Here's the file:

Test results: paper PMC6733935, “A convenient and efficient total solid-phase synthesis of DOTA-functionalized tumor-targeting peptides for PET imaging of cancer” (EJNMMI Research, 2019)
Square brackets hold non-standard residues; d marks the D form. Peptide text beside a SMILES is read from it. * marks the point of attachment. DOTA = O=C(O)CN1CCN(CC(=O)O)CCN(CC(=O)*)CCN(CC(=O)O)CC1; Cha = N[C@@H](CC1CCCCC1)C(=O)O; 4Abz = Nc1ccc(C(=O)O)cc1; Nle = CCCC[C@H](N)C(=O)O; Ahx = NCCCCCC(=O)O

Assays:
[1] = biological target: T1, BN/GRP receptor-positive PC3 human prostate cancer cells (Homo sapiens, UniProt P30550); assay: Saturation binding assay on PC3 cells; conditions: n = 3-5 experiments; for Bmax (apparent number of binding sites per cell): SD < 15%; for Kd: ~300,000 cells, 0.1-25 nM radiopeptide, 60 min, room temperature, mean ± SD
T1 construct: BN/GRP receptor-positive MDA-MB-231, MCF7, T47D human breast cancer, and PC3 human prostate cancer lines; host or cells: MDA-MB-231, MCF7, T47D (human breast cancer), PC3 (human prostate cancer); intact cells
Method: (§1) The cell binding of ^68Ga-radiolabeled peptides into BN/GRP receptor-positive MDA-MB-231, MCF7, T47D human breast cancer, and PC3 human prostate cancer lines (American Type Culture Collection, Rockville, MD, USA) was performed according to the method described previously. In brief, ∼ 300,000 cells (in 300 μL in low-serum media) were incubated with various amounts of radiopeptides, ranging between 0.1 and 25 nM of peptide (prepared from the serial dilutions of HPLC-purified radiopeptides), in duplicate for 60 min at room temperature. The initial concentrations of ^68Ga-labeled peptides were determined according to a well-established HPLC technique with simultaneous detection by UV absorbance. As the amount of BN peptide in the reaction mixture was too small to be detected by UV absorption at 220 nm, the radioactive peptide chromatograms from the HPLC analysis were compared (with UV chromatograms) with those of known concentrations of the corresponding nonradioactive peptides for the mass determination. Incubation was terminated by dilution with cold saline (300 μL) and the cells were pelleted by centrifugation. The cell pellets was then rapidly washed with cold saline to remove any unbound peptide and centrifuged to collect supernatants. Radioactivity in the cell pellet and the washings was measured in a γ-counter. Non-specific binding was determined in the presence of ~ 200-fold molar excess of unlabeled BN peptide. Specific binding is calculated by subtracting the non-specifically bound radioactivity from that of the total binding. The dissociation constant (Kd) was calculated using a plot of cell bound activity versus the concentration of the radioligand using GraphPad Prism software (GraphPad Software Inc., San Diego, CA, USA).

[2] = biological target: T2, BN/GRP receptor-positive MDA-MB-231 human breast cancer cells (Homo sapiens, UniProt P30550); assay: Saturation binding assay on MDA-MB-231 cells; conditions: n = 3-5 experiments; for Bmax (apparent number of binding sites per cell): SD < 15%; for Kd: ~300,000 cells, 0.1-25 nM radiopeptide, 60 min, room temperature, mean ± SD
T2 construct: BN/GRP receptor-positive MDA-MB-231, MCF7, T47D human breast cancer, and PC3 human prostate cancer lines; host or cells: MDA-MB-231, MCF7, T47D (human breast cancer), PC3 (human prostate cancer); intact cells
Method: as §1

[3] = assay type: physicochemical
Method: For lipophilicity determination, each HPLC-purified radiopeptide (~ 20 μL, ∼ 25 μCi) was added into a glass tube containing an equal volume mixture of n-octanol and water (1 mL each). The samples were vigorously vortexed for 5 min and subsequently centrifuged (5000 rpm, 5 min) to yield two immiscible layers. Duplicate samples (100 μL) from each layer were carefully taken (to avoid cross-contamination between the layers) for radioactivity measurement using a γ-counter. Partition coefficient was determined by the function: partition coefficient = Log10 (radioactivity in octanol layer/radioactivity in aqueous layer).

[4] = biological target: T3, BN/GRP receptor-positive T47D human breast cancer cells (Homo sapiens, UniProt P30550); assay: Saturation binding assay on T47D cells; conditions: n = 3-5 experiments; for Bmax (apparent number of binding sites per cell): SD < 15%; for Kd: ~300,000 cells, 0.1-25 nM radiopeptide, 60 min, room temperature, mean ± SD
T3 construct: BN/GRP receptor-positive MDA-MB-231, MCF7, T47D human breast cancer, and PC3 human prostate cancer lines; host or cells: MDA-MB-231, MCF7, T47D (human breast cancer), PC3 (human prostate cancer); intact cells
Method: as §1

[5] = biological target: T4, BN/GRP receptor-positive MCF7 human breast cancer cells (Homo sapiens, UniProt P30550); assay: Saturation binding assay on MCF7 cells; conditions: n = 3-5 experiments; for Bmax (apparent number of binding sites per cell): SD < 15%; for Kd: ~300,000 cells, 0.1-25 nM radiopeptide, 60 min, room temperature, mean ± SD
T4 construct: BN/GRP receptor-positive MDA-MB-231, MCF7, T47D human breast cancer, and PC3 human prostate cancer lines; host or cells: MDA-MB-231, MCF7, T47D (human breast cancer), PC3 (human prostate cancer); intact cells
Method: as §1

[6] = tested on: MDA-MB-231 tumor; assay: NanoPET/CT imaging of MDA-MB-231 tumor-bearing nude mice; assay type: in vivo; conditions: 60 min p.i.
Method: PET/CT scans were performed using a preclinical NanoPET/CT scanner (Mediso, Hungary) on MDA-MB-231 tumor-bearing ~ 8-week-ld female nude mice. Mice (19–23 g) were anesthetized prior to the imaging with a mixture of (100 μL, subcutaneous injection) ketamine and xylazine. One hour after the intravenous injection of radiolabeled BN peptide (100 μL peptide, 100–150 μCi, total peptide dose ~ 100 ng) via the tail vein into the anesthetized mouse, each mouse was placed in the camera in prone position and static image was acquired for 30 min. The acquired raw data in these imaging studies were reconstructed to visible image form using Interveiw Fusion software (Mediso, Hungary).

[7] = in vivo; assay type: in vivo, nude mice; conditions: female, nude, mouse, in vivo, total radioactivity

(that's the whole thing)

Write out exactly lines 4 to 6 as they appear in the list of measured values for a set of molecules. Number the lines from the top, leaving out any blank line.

[1] = biological target: T1, BN/GRP receptor-positive PC3 human prostate cancer cells (Homo sapiens, UniProt P30550); assay: Saturation binding assay on PC3 cells; conditions: n = 3-5 experiments; for Bmax (apparent number of binding sites per cell): SD < 15%; for Kd: ~300,000 cells, 0.1-25 nM radiopeptide, 60 min, room temperature, mean ± SD
T1 construct: BN/GRP receptor-positive MDA-MB-231, MCF7, T47D human breast cancer, and PC3 human prostate cancer lines; host or cells: MDA-MB-231, MCF7, T47D (human breast cancer), PC3 (human prostate cancer); intact cells
Method: (§1) The cell binding of ^68Ga-radiolabeled peptides into BN/GRP receptor-positive MDA-MB-231, MCF7, T47D human breast cancer, and PC3 human prostate cancer lines (American Type Culture Collection, Rockville, MD, USA) was performed according to the method described previously. In brief, ∼ 300,000 cells (in 300 μL in low-serum media) were incubated with various amounts of radiopeptides, ranging between 0.1 and 25 nM of peptide (prepared from the serial dilutions of HPLC-purified radiopeptides), in duplicate for 60 min at room temperature. The initial concentrations of ^68Ga-labeled peptides were determined according to a well-established HPLC technique with simultaneous detection by UV absorbance. As the amount of BN peptide in the reaction mixture was too small to be detected by UV absorption at 220 nm, the radioactive peptide chromatograms from the HPLC analysis were compared (with UV chromatograms) with those of known concentrations of the corresponding nonradioactive peptides for the mass determination. Incubation was terminated by dilution with cold saline (300 μL) and the cells were pelleted by centrifugation. The cell pellets was then rapidly washed with cold saline to remove any unbound peptide and centrifuged to collect supernatants. Radioactivity in the cell pellet and the washings was measured in a γ-counter. Non-specific binding was determined in the presence of ~ 200-fold molar excess of unlabeled BN peptide. Specific binding is calculated by subtracting the non-specifically bound radioactivity from that of the total binding. The dissociation constant (Kd) was calculated using a plot of cell bound activity versus the concentration of the radioligand using GraphPad Prism software (GraphPad Software Inc., San Diego, CA, USA).